The Colorado Supreme Court disagreed with this approach, stating that: “The majority of jurisdictions confronted with these issues have followed Jewel in concluding that pending contingency fee cases are the unfinished business of a dissolved law firm; therefore, any profit derived from such cases belongs to the law firm and not to an individual winding up partner. The Colorado Supreme Court accordingly held that upon dissolution, pending contingency fee cases were an asset of the LLC. Absent an agreement to the contrary, all profits derived from winding up the LLC’s business belonged to the LLC to be distributed in accordance with the lawyers’ profit sharing agreement.

In another recent case, in Horner v. Bagnell, 324 Conn. 695 (2017), the Connecticut Supreme Court held that “in the absence of a contract between the partners providing to the contrary, a contingency fee matter pending at the time of dissolution is an asset of the partnership; the dissolved partnership is, therefore, entitled to share in the fee when it is paid to a former member of that partnership who has litigated the matter to completion.”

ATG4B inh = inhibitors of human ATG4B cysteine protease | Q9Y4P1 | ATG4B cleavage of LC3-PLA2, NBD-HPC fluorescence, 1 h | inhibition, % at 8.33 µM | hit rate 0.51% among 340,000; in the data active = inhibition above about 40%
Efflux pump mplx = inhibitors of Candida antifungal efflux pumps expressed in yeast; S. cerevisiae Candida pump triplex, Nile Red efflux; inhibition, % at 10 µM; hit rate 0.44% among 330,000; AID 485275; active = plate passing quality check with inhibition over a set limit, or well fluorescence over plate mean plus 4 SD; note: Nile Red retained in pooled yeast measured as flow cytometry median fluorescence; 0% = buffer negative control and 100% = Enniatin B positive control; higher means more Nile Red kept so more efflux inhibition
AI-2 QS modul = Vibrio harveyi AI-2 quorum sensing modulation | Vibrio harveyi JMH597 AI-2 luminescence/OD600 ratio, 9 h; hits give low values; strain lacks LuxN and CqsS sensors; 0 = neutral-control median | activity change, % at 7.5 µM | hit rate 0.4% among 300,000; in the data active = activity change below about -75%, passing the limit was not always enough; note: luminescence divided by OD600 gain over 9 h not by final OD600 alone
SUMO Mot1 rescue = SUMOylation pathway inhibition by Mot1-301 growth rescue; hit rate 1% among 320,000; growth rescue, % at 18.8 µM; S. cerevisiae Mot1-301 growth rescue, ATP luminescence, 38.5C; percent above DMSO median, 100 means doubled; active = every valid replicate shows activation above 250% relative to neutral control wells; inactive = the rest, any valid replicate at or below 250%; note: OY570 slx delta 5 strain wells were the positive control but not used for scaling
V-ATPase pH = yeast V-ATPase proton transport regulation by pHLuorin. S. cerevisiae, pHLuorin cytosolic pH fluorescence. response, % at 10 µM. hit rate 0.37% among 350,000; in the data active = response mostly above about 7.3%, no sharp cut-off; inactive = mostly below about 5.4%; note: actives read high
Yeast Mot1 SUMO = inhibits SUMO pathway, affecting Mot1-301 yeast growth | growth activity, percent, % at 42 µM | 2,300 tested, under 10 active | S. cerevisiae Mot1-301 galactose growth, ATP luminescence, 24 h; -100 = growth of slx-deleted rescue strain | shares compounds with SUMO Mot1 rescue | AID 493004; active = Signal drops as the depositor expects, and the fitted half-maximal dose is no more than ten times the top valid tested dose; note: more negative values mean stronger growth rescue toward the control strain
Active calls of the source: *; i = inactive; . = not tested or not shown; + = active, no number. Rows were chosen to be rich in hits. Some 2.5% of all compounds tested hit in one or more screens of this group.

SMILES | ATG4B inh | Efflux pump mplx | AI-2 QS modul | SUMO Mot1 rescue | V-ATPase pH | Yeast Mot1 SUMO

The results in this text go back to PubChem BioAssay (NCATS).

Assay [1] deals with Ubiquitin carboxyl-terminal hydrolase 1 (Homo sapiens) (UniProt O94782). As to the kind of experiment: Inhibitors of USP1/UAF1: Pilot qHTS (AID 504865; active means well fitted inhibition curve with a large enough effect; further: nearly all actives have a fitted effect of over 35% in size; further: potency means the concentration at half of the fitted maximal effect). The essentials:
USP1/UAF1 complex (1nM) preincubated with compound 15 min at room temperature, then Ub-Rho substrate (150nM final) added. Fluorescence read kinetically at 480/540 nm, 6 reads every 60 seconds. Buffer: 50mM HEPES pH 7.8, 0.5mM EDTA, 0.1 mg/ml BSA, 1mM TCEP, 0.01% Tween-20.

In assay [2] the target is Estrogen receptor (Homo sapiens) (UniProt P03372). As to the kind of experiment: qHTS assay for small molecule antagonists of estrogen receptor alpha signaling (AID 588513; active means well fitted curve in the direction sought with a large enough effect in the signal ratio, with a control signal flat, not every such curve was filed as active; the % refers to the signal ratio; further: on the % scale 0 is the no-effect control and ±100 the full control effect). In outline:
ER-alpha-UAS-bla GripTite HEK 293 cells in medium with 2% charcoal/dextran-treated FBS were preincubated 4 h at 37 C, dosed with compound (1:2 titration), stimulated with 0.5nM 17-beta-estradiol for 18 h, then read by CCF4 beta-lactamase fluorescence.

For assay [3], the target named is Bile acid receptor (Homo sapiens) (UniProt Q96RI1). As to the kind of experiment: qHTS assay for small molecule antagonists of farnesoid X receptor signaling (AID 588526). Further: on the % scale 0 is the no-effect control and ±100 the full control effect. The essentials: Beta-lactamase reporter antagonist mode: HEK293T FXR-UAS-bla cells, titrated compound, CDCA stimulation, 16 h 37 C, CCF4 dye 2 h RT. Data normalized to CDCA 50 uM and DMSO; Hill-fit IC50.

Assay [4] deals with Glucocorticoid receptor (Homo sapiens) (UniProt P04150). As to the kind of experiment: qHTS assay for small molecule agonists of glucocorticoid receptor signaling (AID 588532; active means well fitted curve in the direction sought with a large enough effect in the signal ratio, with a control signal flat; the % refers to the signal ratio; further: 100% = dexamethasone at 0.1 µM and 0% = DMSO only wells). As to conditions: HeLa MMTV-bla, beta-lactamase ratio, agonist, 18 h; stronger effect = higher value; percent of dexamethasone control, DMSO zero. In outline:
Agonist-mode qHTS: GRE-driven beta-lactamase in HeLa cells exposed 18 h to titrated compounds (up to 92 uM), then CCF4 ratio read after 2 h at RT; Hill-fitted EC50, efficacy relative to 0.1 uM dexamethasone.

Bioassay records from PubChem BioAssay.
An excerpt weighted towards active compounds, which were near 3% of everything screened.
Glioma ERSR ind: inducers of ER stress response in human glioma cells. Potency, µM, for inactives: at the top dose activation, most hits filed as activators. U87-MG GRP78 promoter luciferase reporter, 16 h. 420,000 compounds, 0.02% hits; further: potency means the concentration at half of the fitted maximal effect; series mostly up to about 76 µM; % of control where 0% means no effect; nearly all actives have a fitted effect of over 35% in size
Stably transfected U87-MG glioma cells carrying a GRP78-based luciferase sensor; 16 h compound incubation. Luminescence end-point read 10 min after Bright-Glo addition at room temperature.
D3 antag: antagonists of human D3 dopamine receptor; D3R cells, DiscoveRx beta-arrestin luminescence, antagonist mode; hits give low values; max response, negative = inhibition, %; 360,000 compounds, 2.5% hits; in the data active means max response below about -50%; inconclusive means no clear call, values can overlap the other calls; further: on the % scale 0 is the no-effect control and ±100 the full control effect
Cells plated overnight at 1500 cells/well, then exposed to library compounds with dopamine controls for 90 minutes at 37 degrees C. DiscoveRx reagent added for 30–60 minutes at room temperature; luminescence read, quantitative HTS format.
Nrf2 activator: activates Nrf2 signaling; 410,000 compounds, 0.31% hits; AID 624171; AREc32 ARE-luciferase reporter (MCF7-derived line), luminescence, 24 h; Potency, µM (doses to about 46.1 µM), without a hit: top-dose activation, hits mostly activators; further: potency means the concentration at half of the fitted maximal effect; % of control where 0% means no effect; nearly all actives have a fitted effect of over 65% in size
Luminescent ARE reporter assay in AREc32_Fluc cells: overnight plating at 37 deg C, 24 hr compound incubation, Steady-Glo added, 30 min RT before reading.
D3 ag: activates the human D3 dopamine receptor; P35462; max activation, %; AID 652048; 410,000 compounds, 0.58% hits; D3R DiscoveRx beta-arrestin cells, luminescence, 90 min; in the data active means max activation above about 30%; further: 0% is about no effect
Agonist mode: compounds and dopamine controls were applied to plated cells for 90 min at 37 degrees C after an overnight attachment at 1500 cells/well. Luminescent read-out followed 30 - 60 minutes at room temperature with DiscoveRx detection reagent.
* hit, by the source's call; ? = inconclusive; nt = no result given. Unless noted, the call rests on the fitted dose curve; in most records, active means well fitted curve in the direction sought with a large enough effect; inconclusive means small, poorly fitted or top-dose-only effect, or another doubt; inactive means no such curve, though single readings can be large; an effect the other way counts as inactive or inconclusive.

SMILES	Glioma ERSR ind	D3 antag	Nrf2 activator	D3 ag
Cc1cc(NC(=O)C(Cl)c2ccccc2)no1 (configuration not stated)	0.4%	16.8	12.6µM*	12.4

Calculation of overhead is subject to debate

Even if the lawyer who handled the matter post-dissolution must fork up a portion of the fees to the dissolved law firm, there is an open question regarding the extent to which overhead expenses may be deducted from the fees remitted to the dissolved firm. And even more importantly, what is considered overhead. Judges and arbitrators have taken vastly different views on what should be included in overhead.

Plan before you jump: include a Jewel waiver

If law partners do not intend for the unfinished business rule to apply, then they can include a “Jewel waiver” in their partnership or operating agreement. As articulated clearly by the Beckman court, the unfinished business rule is a creature of statute and “attempts by courts to evade it are inappropriate.” Partners could have entered into an agreement that would have assured that the unfinished business rule did not apply. If they don’t plan, then law partners will have to live with the uncertainty of how courts will apply the unfinished business rule.